Chapter 19 - Taking on Soviet Imperialism in Poland and Eastern Europe

4. Reagan Increases Diplomatic and Economic Pressure: NSC Discussions and Directives, Reagan Public Statements, and Freedom Speeches—1982

In Poland, as in other areas of Cold War conflict, U.S.-Soviet confrontations increased in Reagan’s second year in office. Reagan built on the freedom strategy foundations he set during his campaign and first year as he continued to pursue a mixture of principled freedom ideals and diplomatic realism. In ways that the Soviet leaders had not expected; his policy encouraged Polish resistance and made substantial inroads in rolling back Soviet authority, confidence and imperial momentum.

NSC Meeting—January 1982. NSC 36—Poland on January 5, 1982 reviews the situation in Poland; Reagan correspondence with Polish leader Jaruzelski and Soviet leader Brezhnev; consultations with the Allies; and a list of current and potential U.S. actions. A special focus was on whether to cancel a $300 million sale to Poland by the U.S. company International Harvester (IH) to build a modern factory in Poland to manufacture advanced agricultural combines. The sale had been approved before the imposition of martial law, but in the view of the Department of Defense—although not the Department of Commerce (Baldridge)—the factory had dual-purpose applications for Soviet military capabilities and should not be permitted. Arguments that other nations could sell similar combines and that IH was almost insolvent carried the day with Reagan in approving the sale. The Allies, particularly West Germany, are portrayed as reluctant to impose sanctions. In Poland, the Catholic Church and Walesa are described as staying tough in pressing for the release of all Solidarity leaders.

NSC Study Directive on “Differentiation”—March 1982. The Reagan Administration inherited a U.S. policy of “differentiation” toward East European countries. A National Security Study Directive, NSSD 5–82—U.S. Policy Toward Eastern Europe issued on March 25, 1982, sets terms of reference for a review of this policy (due by April 30):

to determine whether or not the United States should differentiate in its policies between the countries of Eastern Europe and the Soviet Union on the one hand, and among the diverse countries of Eastern Europe on the other [and if so] . . . to what end such a policy is to be pursued and by means of which instrumentalities. . . .

[The Long-term Policy Choice] . . . Is it to maintain regional stability in order to prevent the area from turning into a potential fulcrum of East-West confrontation, or is it to encourage processes which, in time, may loosen Moscow’s hold on the region and lead to its reintegration into the European community. . . .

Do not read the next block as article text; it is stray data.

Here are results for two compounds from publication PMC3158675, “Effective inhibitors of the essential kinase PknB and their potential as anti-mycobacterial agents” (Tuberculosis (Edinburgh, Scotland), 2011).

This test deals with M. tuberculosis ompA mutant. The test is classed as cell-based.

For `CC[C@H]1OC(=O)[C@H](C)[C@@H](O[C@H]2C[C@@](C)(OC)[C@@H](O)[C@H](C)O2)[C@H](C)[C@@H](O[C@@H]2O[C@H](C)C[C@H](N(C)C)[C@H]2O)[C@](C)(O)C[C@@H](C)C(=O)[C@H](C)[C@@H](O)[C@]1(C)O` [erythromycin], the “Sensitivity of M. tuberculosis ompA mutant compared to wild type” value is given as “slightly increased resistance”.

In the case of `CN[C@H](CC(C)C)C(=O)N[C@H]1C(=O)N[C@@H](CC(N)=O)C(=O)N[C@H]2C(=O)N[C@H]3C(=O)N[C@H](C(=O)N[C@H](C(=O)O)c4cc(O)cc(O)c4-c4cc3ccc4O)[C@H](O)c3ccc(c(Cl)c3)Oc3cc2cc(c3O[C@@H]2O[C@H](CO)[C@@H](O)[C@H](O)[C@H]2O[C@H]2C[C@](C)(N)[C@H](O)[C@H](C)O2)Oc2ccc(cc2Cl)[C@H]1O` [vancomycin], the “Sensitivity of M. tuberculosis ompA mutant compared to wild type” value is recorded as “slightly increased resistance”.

[The Concept of “differentiation”] . . . Criteria to be employed in determining preferential treatment. . . .

     - Relative independence from the Soviet Union in the conduct of foreign policy. . . .

     - Relative internal liberalization . . . to observe internationally recognized human rights and a degree of pluralism and decentralization in the political and economic spheres.

[Other sections] include the Balance Sheet of “differentiation;” Instruments for Implementing Differentiation (economic, cultural, political); Allied cooperation, and Regional aspects. (headings added)12

Reagan Statement on Labor Day—May 1982. Reagan’s Statement on the Situation in Poland on May 1, 1982 reflected on the contradictory U.S. and Soviet treatments of Labor Day, law, and labor unions. Excerpts follow:

May 1 is celebrated as Labor Day in many parts of the world, although this celebration originated in the United States, recently the Communist world has paid it special attention. This takes on ironic significance in the wake of the brutal actions by Polish authorities to crush Solidarity, the only free trade union in a Communist country. . . .

On December 23, we imposed a broad range of economic sanctions against Warsaw in response to the government’s declaration of martial law. We made it clear that these sanctions are reversible, if and when Polish authorities restore the internationally recognized rights of the Polish people. When that happens, we stand ready to provide assistance to help in Poland’s economic recovery.

. . . By their own count, over 2,000 citizens, including Lech Walesa, are still imprisoned. I would like to lift our sanctions and help Poland, but not until the Polish Government has ended martial law, released the detainees, and reopened a genuine dialogue with Solidarity, led by Lech Walesa.

So on this day, Law Day in the United States, when we commemorate our principles of liberty and individual rights, we reflect upon the Polish people’s lack of such freedoms and upon their struggle to gain them.13

[Book pg. 468]